# Math symbols displayed in Fermat's Last Theorem documentary

I remember watching the BBC Horizon documentary on Fermat's Last Theorem many years ago and it was very inspiring. Though I have always wondered, starting from 25 minutes and 53 seconds of the documentary available here, what are the symbols that Andrew Wiles is writing on the board? I can see that he writes

$$\#H^1_f(\Bbb{Q}_{\Sigma}/\Bbb{Q}, \textrm{Sym}...\text{(the video cuts out)}$$

as well as

$$\textrm{Sym}^2 \rho \otimes \Bbb{Q}_p/\Bbb{Z}_p.$$

Out of curiousity, what do these mean? Is the first the order of some first cohomology group? I can't tell what the rest is because the video cuts out. As for the second, is this some representation theoretic thing, tensoring the second symmetric power of $\rho$ - which I presume from the video is a representation $\rho : \textrm{Gal}(\overline{\Bbb{Q}}/\Bbb{Q}) \to \textrm{GL}_2(\Bbb{Z}_p)$ - with the quotient $\Bbb{Q}_p/\Bbb{Z}_p$? What is the quotient group in question. Also, what is $\Bbb{Q}_p$?

As a learner of Algebraic number theory, I am interested in what these symbols mean.

Thanks.

First of all: $\rho$ is usually used for a Galois representation; in the context, I'm pretty sure it's supposed to be the Galois representation given by the Tate module of an elliptic curve over $\mathbf{Q}$, which is a continuous homomorphism $\operatorname{Gal}(\overline{\mathbf{Q}} / \mathbf{Q}) \to \operatorname{GL}_2(\mathbf{Z}_p)$ for some prime $p$. $\operatorname{Sym}^2 \rho$ is the symmetric square Galois representation into $\operatorname{GL}_3(\mathbf{Z}_p)$.

In the $H^1$ bit: $\mathbf{Q}_\Sigma$ is the maximal extension of $\mathbf{Q}$ unramified outside a finite set $\Sigma$ of primes, and $H^1(\mathbf{Q}_\Sigma / \mathbf{Q}, -)$ is shorthand for the group cohomology $H^1(\operatorname{Gal}(\mathbf{Q}_\Sigma / \mathbf{Q}), -)$ (more strictly, continuous gropu cohomology, which respects the Krull topology on the Galois group). We can plug in for the "$-$" any Galois representation factoring through the canonical map $$\operatorname{Gal}(\overline{\mathbf{Q}} / \mathbf{Q}) \to \operatorname{Gal}(\mathbf{Q}_\Sigma / \mathbf{Q}),$$ i.e. any Galois representation unramified outside $\Sigma$; the Galois representation attached to an elliptic curve (or its symmetric square) satisfies this as long as $\Sigma$ contains $p$ and all primes dividing the discriminant of the elliptic curve.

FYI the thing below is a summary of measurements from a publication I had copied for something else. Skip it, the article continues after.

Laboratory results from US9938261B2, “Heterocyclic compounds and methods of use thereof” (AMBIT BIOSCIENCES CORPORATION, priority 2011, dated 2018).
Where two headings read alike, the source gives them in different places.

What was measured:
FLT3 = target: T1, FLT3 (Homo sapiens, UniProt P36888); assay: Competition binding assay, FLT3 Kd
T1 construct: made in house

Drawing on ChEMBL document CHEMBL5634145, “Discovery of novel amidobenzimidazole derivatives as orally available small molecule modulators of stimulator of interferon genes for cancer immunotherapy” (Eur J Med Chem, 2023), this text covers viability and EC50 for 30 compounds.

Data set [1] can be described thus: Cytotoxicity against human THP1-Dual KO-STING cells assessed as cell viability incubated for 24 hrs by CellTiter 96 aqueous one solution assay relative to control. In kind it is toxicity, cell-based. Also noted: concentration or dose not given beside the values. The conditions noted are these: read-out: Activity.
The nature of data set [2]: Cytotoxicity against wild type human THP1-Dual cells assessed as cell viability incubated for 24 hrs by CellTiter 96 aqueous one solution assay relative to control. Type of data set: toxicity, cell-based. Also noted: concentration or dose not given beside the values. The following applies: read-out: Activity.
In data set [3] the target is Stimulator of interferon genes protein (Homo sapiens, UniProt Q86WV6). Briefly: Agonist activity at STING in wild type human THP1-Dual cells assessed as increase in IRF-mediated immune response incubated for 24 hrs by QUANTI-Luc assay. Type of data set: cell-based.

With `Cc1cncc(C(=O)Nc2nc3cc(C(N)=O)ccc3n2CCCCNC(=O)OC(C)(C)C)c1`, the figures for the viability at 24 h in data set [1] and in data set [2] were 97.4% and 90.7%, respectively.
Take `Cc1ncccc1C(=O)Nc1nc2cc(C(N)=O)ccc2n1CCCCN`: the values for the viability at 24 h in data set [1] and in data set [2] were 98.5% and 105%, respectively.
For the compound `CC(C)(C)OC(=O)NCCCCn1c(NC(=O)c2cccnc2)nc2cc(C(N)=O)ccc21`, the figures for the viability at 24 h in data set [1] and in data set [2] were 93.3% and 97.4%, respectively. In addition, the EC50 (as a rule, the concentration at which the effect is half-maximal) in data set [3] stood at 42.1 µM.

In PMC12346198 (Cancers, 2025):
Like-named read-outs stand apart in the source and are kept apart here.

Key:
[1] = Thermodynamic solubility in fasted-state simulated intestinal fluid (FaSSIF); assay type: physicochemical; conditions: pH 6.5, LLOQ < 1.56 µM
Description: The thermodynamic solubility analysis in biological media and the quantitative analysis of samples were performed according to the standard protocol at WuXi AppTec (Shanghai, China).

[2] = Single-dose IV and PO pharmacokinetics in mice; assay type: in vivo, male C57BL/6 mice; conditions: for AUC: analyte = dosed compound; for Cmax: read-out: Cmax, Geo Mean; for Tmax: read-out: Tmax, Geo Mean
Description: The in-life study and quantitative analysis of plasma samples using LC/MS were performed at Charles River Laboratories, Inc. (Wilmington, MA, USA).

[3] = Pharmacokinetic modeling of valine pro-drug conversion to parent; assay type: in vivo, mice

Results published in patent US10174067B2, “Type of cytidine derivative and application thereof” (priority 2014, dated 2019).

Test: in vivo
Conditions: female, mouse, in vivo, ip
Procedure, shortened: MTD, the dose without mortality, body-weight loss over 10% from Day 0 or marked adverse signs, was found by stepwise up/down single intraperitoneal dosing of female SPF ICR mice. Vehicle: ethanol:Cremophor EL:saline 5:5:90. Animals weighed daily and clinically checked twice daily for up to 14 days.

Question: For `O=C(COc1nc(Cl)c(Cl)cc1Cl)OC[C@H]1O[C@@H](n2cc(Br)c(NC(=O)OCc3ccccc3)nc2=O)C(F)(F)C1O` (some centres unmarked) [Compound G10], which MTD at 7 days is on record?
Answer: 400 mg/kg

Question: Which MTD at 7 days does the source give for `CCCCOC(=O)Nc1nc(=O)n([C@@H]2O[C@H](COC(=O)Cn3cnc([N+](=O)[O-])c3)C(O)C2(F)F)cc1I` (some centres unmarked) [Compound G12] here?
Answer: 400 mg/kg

As for $\mathbf{Q}_p / \mathbf{Z}_p$: this is the "Prufer group", an infinite torsion group isomorphic to the direct limit of cyclic groups of order $p^n$ over all $n$. It's useful here because taking homs into $\mathbf{Q}_p / \mathbf{Z}_p$ gives a well-behaved duality theory for topological modules (one form of Pontryagin duality).

The only thing I haven't explained yet is the subscript $f$ in $H^1_f(...)$. This is perhaps the most delicate thing here: it's the "finite part" of the Galois cohomology group $H^1(...)$, a certain canonical submodule defined in a famous 1990 paper of Bloch and Kato. $H^1_f(\mathbf{Q}_\Sigma / \mathbf{Q}, \rho)$ is closely related to the Selmer group of the elliptic curve, so the $H^1_f$ functor is a sort of "Selmer group of an arbitrary Galois representation". The size of the Bloch--Kato Selmer group of $\operatorname{Sym}^2 \rho$ is important here because it determines how the deformation theory of $\rho$ behaves.

• Thanks for your answer. I believe $\Bbb{Z}_p$ denotes the $p$ - adics, what about $\Bbb{Q}_p$? Thanks.